Under privatisation, profit is king. The worker is merely a "cost" on a balance
sheet, which must be reduced at every opportunity. The same goes for maintenance. The
number of broken rails has increased by 21% and an independent report by consultants
Booz-Allen Hamilton found that Railtrack had actually let the overall quality of the
network fall below the standard inherited from British Rail. Passenger complaints have
reached record levels, while Railtrack’s profits have continued to rise year on year.
The recent suggestion made by Railtrack’s chief Gerald Corbett that unlike in the past,
the company was no longer in the business of maximising profits, was met with ridicule in
the City. "We have moved completely off the profit agenda and the share-holder
agenda", he said. But a leading City
analyst straightened him out: "The shareholders will kill him if he comes out with
this rubbish. His primary concern is to look after the assets of his shareholders."
(The Observer, 2/4/2000.)
Rail workers have faced a butchering of jobs ever since Beeching, with the closure of
yards and lines, and further "rationalisation" leading to more cuts and
de-manning. Since nationalisation of the industry in 1948, staff declined from 648,000 to
under 200,000 in 1980, and even fewer than 100,000 today. Closures and restructuring have
had devastating results on the industry – with false promises of jam tomorrow. With the
decimation of British industry under the Tories, and especially the massive closures of
the coal and steel industries, many rail depots and yards were forced to close.
Marshalling yards were axed left, right and centre, and rail jobs were lost in droves.
Our members have been pressured to accept, with the full compliance of right-wing union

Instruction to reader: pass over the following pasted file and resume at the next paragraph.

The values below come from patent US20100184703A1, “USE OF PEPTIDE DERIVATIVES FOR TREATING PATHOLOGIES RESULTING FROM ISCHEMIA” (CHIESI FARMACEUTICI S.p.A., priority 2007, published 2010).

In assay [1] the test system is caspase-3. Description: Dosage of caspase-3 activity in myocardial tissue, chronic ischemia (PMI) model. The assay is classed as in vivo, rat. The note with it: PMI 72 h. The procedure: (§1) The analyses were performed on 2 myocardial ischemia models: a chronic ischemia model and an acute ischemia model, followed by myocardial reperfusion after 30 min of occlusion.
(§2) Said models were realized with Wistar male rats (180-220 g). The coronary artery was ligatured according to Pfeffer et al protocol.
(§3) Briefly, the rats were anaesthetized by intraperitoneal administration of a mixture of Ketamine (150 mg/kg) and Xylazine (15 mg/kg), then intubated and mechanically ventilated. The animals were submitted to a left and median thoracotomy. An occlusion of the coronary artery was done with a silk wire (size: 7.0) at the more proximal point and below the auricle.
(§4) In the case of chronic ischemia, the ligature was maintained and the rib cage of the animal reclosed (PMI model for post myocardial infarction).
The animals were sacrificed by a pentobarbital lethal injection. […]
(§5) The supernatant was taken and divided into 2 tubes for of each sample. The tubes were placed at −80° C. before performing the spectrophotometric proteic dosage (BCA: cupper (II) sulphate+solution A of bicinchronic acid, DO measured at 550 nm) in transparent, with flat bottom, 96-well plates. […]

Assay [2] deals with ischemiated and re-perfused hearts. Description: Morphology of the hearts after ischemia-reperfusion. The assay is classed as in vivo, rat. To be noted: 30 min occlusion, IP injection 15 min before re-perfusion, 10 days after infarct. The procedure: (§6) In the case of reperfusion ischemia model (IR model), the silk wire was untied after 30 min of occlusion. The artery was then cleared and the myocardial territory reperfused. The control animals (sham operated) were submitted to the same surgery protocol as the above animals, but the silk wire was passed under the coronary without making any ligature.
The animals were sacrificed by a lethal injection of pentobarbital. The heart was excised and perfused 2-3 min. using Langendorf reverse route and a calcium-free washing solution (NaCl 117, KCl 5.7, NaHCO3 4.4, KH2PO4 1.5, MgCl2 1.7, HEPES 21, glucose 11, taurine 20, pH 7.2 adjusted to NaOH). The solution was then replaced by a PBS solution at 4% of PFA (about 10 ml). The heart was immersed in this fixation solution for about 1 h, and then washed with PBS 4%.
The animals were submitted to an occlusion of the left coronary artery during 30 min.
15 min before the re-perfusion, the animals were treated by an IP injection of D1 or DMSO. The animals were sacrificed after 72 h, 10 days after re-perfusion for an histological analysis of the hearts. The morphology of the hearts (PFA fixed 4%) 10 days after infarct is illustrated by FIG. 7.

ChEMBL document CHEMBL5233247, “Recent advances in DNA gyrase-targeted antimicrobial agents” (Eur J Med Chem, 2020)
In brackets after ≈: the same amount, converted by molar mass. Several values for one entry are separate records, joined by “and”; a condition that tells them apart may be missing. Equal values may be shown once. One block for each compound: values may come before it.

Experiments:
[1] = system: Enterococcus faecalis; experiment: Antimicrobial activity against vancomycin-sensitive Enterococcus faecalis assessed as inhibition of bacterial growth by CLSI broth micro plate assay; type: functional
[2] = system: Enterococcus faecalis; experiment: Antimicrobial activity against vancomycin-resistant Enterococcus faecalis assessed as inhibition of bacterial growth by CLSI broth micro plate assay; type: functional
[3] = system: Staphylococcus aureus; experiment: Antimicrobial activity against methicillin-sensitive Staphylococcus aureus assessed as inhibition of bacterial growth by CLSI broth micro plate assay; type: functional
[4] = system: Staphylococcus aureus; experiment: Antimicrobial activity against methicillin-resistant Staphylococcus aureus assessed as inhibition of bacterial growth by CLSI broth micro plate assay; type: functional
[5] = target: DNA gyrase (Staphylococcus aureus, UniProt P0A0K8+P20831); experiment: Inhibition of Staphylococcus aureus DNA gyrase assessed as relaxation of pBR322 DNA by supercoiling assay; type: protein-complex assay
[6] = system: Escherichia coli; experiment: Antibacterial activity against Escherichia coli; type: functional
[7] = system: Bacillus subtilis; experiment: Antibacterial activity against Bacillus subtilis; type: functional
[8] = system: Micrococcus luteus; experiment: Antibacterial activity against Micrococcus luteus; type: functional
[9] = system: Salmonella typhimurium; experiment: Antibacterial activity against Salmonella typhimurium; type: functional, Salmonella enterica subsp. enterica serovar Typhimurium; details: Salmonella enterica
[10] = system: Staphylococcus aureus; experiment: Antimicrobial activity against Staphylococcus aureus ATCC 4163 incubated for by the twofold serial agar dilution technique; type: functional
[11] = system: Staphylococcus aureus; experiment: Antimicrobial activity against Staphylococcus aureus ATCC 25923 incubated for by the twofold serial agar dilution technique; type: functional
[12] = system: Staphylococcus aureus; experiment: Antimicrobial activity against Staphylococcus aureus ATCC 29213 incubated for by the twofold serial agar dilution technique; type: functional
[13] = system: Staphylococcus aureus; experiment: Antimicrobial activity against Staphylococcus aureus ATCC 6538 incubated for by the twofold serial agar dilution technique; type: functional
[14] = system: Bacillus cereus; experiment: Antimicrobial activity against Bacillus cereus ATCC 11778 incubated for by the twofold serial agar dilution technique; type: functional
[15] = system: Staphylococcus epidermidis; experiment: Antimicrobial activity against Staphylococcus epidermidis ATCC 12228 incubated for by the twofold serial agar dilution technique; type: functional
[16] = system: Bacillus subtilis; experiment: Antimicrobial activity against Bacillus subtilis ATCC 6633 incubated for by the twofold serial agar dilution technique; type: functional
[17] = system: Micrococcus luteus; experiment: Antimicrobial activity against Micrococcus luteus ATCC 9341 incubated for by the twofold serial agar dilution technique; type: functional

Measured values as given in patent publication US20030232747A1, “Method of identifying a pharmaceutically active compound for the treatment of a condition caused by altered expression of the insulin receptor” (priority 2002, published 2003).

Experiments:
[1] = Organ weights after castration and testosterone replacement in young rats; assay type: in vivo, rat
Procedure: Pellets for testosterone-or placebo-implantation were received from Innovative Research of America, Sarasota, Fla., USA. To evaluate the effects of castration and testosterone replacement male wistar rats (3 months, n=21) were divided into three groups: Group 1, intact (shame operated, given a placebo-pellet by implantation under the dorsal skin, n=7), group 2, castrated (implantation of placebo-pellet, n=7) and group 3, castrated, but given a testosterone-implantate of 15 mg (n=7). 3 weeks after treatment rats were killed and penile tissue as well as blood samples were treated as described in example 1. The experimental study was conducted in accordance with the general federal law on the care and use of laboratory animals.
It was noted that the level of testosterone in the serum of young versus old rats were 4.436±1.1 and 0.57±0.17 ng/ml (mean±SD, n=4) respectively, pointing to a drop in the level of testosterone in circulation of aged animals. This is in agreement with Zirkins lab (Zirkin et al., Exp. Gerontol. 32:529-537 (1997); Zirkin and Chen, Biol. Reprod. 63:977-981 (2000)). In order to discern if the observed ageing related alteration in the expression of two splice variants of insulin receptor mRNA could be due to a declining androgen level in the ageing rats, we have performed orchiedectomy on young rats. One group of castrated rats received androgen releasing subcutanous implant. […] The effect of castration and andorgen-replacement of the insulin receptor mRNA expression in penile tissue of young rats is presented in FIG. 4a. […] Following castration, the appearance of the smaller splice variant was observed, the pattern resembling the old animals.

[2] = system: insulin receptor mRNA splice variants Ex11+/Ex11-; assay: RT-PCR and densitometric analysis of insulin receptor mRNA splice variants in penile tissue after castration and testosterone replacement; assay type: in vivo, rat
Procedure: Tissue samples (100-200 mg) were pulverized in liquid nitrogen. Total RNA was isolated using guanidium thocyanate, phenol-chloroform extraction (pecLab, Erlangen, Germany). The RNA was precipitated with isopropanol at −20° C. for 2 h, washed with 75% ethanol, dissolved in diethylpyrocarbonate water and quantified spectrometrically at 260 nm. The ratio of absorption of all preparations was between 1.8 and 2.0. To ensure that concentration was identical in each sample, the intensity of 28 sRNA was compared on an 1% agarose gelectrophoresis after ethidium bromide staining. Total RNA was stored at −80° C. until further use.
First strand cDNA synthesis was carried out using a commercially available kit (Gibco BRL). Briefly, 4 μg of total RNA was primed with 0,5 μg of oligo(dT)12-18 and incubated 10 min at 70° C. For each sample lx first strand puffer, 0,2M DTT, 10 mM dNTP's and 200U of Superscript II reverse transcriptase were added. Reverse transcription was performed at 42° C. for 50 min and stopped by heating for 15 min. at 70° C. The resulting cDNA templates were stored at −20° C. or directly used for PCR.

leaders like Green and Weighell in the 60s and 70s, "reorganisation" and
"restructuring", with the promise of big rewards in the future. Older workers
were persuaded to sell their jobs and grades with bribes, enhanced bonuses and redundancy
payments. Some sections gained some crumbs, but the bulk of rail workers have little to
show for their sacrifices.
In the past, trains were staffed by a driver, an assistant driver, a guard, and
possibly a conductor. Previously, InterCity trains had two drivers, to provide adequate
safety cover. They were used as a ‘second pair of eyes’ on all trains travelling more than
100mph. Now there is only one driver. The position of the assistant driver was abolished
as part of the restructuring by Great Western in 1998, in line with other companies. Now
the train operating companies want to remove the guard.
New technology has played its part in reducing jobs. The new generation of signalling
centres eradicated the older signal boxes. The three centres on the East coast mainline
have replaced 52 manual signal boxes. Such modernisation is welcome – but only if jobs are
guaranteed through redeployment or retraining, with no loss of pay. New technology can
make things more efficient, and lighten the burden of work, if used properly. It could
assist in introducing a 35 hour week, which must be on a full-time basis, no job losses
and no cuts in pay.
Even under British Rail, the industry was constantly starved of investment, due to
government stringent cash limits. From 1985 to 1993 the UK invested (per head of
population) 60% less than Germany and 25% less than France.
The crisis of British capitalism has had a devastating effect on our infrastructure,
especially on the railways. Today, the private rail companies receive more subsidies than
BR when it was under public ownership! It seems big business and the City must be
satisfied at all costs.
Privatisation of the railways has been a complete disaster. It was a means by which the